First Human Monkeypox Case In The US In Decades Reported By CDC

Monkeypox lesions on the skin of a 4-year-old girl in Liberia, 1971. CDC Public Health Image Library/Public Domain

The Centers for Disease Control and Protection (CDC) and the Texas Department of State Health Services have confirmed the first case of human monkeypox in the US for decades.

On July 15, the patient traveled from Nigeria to Dallas, Texas, where they are currently hospitalized. The CDC is working with local health authorities and the airline in order to track down passengers that came into contact with the US resident – though they believe the risk of transmission to be low, given that masks were mandatory on the flight, limiting the risk of airborne transmission.

As well as being in the same family of viruses as smallpox, the symptoms of monkeypox are similar, though milder. Initial signs include fever, headache, muscle aches, backache, swollen lymph nodes, chills, and exhaustion. After this, a rash may develop, likely beginning on the face before spreading to other parts of the body.

Most patients will develop a mild illness and recover within a few weeks without any treatment, but sometimes it can be fatal. In the strain identified by the CDC, infections will be fatal in about 1 percent of patients, though this grows in patients who are immunocompromised. Between one and ten percent of patients die of the disease during outbreaks, according to the World Health Organization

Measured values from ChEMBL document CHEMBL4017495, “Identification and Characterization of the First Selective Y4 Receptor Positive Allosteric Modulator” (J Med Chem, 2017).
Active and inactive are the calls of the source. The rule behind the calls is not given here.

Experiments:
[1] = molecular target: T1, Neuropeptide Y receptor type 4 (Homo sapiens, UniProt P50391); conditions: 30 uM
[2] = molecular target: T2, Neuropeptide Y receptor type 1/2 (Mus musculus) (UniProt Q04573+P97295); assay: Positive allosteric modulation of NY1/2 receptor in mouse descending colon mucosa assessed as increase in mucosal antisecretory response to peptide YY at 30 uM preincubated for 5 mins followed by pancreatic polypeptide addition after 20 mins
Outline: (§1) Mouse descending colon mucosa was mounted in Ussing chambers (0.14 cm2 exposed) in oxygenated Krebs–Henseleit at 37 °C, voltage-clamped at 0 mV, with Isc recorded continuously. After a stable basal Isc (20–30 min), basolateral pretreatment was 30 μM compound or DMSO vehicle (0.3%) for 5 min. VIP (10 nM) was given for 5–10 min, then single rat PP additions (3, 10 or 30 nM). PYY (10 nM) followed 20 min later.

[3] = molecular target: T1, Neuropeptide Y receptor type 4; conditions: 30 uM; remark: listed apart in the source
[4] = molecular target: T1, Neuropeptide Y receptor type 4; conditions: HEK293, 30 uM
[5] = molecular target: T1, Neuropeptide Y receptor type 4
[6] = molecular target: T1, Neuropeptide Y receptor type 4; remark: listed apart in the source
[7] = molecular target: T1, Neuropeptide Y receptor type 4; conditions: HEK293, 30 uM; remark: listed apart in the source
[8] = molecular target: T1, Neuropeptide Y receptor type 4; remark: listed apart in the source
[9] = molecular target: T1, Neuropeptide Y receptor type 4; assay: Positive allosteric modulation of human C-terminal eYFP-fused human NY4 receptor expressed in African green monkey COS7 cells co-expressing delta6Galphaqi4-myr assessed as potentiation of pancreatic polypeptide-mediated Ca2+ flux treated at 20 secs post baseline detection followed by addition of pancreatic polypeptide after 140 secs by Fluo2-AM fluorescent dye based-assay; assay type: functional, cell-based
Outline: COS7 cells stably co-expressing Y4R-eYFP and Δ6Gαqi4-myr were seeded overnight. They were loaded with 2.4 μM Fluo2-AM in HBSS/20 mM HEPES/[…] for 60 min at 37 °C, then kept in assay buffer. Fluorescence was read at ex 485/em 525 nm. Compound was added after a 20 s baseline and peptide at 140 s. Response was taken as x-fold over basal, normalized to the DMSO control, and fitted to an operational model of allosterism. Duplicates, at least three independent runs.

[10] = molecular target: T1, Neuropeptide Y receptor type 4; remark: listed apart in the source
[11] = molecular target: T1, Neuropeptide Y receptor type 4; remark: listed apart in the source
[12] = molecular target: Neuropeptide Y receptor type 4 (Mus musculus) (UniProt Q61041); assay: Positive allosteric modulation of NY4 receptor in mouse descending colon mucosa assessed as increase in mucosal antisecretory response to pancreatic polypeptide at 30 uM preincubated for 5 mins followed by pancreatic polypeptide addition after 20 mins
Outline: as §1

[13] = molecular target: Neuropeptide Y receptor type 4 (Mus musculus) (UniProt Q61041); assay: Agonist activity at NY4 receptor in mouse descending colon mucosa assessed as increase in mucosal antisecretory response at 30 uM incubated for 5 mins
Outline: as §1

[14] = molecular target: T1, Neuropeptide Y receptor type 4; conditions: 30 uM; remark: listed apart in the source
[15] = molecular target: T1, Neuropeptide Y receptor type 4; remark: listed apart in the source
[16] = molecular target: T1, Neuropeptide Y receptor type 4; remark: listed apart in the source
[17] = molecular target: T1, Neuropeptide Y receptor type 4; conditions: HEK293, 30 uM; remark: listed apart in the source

Monkeypox was first discovered in 1958 after several outbreaks in monkey populations kept for research in Africa, according to the CDC. The first human case was recorded in the Democratic Republic of Congo (DRC) in 1970. The human version is largely transmitted from animals to humans, rather than human to human. Where it is passed from human to human, it is through contact with lesions and bodily fluids, contaminated materials (e.g. clothing and bedding) as well as respiratory droplets.

The vast majority of cases have taken place in the DRC since, where over a thousand a year have occurred since 1970, the CDC reports. A few smaller outbreaks have taken place across central and western Africa. Only three countries outside of Africa have had cases of the disease – the US had the largest outbreak with 37 confirmed cases in 2003. It was caused by a shipment of animals from Ghana that included some infected with the disease.

"Human-to-human transmission is thought to occur primarily through large respiratory droplets," the CDC writes in their statement. "Respiratory droplets generally cannot travel more than a few feet, so prolonged face-to-face contact is required."

Over the years, there have been several other cases of passengers bringing monkeypox out of Nigeria to their next destination, most of which did not go any further. However, one outbreak has taken place in the United Kingdom, where one patient went on to infect others before it could be contained.

 


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